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Gaming site fires employee who used players’ computers to mine Bitcoin
An employee of competitive gaming league E-Sports Entertainment Association (ESEA) has been fired for turning the company’s software into his own personal Bitcoin-mining network.
Why waste your time setting up expensive, ugly Bitcoin mining rigs when you can force a few thousand of your new friends to generate the digital currency for you?
An employee of competitive gaming league E-Sports Entertainment Association (ESEA) has been fired for turning the company’s software into his own personal Bitcoin-mining network. The company is currently facing a class action lawsuit over the incident.
Using your own computer to mine Bitcoins is time- and cost-intensive, usually racking up some serious electricity bills. The process typically uses the processing power of graphics cards (the hardware that lets you see images on your screen) to crunch complex mathematical problems with Bitcoins the reward for your computer’s efforts. As Bitcoin’s grown more popular, it takes an increasing amount of time and resources to generate one Bitcoin, as only a limited number can be mined in a given period of time.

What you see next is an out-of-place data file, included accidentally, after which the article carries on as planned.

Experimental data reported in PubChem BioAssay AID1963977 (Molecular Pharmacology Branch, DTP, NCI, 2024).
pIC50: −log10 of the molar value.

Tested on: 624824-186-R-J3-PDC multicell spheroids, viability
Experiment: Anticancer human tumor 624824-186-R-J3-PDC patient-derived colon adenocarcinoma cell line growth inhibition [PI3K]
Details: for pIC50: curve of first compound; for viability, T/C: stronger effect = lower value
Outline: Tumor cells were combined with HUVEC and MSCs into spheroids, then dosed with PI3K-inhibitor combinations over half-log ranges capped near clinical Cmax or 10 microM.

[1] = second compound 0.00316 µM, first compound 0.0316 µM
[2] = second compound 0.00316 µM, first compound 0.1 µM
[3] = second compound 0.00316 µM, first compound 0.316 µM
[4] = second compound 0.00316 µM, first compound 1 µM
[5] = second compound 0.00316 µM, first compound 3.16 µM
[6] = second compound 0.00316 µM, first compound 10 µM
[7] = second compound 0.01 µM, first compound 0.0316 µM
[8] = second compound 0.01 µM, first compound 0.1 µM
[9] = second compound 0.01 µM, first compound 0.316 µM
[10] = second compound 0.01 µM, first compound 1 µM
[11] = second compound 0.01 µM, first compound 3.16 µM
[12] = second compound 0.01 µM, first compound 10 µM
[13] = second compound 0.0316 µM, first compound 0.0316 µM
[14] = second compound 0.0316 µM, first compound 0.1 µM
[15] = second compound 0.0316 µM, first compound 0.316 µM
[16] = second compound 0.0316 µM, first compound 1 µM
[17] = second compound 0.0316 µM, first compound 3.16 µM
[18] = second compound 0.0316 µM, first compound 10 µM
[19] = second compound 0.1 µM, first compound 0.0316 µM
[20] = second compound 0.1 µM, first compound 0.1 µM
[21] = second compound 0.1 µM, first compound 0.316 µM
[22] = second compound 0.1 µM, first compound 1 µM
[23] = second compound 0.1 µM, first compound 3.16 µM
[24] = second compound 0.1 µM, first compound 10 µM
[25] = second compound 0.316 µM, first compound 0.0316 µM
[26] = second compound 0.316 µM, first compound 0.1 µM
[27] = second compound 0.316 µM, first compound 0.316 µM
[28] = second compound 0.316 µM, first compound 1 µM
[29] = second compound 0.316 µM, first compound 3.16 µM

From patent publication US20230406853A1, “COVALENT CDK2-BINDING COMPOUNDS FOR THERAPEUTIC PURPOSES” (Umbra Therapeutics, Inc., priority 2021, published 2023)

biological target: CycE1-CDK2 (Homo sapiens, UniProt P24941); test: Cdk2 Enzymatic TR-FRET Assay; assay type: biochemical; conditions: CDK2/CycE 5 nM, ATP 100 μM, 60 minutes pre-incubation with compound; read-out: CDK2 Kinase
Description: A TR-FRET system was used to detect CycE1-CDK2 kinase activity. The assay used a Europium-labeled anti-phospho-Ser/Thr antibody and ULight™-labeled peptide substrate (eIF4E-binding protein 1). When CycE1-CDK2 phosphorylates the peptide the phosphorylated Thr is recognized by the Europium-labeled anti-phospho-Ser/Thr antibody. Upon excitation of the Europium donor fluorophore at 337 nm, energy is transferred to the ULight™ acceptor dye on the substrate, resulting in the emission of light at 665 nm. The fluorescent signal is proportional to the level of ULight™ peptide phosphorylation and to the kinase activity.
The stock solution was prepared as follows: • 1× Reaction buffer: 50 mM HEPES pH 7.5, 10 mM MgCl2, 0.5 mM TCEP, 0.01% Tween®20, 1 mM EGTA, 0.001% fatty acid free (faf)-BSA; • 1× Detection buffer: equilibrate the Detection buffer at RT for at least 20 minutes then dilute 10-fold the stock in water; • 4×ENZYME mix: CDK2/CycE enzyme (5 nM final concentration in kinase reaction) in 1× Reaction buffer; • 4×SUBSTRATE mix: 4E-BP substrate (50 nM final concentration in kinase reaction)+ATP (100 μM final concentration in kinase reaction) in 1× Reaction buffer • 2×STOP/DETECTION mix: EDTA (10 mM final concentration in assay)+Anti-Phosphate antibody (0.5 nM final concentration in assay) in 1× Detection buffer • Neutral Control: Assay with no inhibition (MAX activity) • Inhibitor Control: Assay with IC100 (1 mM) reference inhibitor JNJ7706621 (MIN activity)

That’s why forcing a bunch of computers (especially gaming-dedicated machines with powerful graphics cards) to work on mining Bitcoin at the same time is a tasty prospect, and one that’s enticed some people to turn to unsavory practices for their personal gain.
Gamers who want to play titles like Counter-Strike and League of Legends use ESEA’s software to keep out cheaters. In May, community members noticed their computers were being used to mine Bitcoins and raised the issue on the ESEA message boards. ESEA cofounder Eric Thunberg initially dismissed the scam as an April Fools’ Day gag misfire before admitting an employee turned the software into a mining empire that might have affected up to 14,000 computers. The employee generated 30 Bitcoins through his illicit network. That equates to around $2,300 at current rates.
“The person responsible for releasing the unauthorized Bitcoin mining code has been terminated,” said ESEA co-founder Craig Levine told Wired. “We have been dealing with the entire situation in a responsible fashion to remedy those impacted and take steps to prevent this from happening again.”
While ESEA has set up a claims process for power bills and graphics cards affected by the network, class action lawyers have filed suit against ESEA.
Photo via fboyd/Flickr
Based in Montreal, Kris Holt has been writing about technology and web culture since 2010. He writes for Engadget and Tech News World, and his byline has also appeared in Paste, Salon, International Business Times, Mashable, and elsewhere.